Dr. Tony Robbins recent response to my draft on OSHA at 35 makes the important point that economic developments are often more powerful than public health initiatives as determinants of environmental and occupational illness. I agree with his thought that predictive models of exposure might facilitate anticipatory public health strategies rather than our more typical efforts to catch up after the fact. It is with this in mind that we need to focus on forward looking ideas rather than dwelling on the frustration that comes from a close look at worker protection in the OSHA years. Here are three.
First, old problems with straightforward, feasible solutions such as fatal trench collapses have been remarkably resistant to the current OSHA paradigm – an embarrassingly small group of inspectors visiting a monstrously large group of workplaces with a monstrously large number of chemical and physical hazards one at a time. A different approach is needed, one that leverages greater impact out of scarce public resources. One such model would simply require that every worksite be periodically inspected and certified to be in compliance with OSHA requirements, with a final personal signoff by the CEO. OSHA would license and monitor the inspectors and would continue to do a limited number of workplace inspections in response to complaints or for audit purposes. Similar models of audited third party accreditation have been used for years to ensure compliance with a wide variety of laws and rules ranging from hospital licensing to pressure vessel inspections to animal inspections by accredited veterinarians. To be sure, there are lots of potential problems with such third party systems, some of which have been pointed out in previous posts to this site (see Jordan Barab comments)But these pitfalls, such as third party bias, can be addressed and overcome if interested parties are willing to sit down together to wrestle through them.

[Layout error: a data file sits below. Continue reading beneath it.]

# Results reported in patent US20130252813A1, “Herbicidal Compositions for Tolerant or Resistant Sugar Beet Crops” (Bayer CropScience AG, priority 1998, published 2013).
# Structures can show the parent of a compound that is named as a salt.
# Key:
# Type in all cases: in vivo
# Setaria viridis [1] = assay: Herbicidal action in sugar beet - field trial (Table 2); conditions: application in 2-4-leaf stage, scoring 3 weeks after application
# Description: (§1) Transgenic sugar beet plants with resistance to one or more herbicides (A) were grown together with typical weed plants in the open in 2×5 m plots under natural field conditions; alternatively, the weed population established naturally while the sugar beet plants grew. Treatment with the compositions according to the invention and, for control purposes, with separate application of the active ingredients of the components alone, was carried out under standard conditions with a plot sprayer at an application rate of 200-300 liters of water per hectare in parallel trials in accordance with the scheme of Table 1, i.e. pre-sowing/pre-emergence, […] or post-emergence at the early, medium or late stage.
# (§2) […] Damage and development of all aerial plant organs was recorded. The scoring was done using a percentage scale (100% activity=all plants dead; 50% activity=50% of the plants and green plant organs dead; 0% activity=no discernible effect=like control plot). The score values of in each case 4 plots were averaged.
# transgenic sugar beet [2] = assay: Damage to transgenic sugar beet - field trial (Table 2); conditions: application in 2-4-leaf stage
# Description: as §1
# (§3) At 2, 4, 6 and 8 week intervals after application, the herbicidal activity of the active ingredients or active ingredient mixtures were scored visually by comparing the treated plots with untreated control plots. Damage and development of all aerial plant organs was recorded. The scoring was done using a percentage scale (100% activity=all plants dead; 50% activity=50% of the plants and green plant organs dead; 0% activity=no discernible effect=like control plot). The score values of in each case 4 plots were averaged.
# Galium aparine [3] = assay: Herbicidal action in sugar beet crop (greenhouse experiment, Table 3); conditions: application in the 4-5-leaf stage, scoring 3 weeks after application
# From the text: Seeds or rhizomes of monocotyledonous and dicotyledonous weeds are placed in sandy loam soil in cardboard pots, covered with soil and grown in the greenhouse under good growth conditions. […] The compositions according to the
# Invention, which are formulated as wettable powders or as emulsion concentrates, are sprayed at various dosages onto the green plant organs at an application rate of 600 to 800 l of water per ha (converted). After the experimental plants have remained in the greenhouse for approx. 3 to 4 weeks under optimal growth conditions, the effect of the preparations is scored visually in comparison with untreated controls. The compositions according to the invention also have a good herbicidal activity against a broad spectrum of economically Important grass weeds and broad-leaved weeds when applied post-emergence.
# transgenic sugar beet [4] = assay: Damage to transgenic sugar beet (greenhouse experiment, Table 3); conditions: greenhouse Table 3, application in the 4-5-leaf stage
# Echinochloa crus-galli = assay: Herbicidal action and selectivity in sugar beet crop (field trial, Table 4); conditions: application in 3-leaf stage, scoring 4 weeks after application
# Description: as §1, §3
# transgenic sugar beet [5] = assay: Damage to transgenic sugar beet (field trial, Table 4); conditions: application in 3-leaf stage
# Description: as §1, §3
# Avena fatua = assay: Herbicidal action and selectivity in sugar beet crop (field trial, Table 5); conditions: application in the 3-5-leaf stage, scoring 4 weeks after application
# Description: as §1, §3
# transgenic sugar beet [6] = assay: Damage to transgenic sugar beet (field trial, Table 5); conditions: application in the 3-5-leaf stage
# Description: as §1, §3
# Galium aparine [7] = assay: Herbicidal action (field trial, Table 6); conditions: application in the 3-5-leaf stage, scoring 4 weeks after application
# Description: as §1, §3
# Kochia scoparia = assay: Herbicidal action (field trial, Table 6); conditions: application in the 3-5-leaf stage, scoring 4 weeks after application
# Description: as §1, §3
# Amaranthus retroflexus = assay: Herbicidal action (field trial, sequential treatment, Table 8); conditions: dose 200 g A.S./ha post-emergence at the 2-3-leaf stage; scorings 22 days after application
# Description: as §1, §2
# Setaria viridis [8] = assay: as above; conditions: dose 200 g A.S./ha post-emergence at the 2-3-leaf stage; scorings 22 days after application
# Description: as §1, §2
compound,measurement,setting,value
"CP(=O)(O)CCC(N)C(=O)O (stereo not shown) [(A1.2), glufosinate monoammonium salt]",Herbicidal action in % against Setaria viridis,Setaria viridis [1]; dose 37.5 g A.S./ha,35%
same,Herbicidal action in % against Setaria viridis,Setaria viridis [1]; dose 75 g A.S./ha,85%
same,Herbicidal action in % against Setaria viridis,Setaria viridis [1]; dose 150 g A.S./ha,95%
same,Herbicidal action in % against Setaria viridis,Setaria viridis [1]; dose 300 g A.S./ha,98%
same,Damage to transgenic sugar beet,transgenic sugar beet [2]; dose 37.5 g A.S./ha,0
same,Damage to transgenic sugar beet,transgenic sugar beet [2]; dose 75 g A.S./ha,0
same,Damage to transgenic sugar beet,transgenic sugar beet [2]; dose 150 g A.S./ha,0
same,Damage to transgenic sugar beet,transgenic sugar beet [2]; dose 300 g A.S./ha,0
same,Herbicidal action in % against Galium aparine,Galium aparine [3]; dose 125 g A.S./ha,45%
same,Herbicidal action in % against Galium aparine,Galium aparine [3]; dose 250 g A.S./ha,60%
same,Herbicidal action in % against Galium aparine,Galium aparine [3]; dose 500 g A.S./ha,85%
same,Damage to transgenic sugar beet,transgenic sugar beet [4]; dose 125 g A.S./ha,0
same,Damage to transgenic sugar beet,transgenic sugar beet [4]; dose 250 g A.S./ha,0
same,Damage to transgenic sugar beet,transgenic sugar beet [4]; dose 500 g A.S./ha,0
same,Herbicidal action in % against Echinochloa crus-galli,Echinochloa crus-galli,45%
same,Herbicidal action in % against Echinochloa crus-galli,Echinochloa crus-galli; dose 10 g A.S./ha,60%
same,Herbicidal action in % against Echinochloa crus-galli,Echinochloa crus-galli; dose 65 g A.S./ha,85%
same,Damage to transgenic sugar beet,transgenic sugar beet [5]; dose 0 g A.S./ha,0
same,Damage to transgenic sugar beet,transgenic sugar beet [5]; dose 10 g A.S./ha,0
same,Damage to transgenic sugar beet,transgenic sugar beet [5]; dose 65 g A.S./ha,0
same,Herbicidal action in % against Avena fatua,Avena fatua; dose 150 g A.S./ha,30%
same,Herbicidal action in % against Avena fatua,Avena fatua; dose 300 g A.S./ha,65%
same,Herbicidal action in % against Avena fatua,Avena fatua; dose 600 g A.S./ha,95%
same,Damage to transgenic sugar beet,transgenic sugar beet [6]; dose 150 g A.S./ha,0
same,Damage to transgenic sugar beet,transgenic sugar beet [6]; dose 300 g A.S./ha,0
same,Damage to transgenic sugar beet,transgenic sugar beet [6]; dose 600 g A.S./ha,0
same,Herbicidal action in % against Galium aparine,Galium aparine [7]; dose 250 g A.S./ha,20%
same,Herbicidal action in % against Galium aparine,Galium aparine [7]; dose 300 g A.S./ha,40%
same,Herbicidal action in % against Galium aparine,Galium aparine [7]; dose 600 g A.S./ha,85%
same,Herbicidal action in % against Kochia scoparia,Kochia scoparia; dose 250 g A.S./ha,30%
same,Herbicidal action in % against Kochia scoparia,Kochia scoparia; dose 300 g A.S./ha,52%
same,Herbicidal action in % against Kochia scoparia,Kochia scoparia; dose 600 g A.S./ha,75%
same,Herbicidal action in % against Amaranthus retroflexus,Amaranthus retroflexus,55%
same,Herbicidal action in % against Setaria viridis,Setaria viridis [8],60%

Second, while a deep understanding of hazards in the workplace of the future might require the type of complex input-output model suggested by Dr. Robbins, there is much about the next 20 years that is readily visible right now and can guide today’s decisions about resources, legislation, training and community action. Examples include genotoxins, nanoparticles, psychosocial stress and exceptional risks in growing sectors like health care and biotechnology.
Third, collaborative work among people and organizations with different skills, experience and perspective can often illuminate future needs more effectively than work done in isolation. A terrific example is the work being done by the New Jersey Work Environment Council, “a coalition of 70 labor, community and environmental organizations working together for safe, secure jobs, and a healthy, sustainable environment.”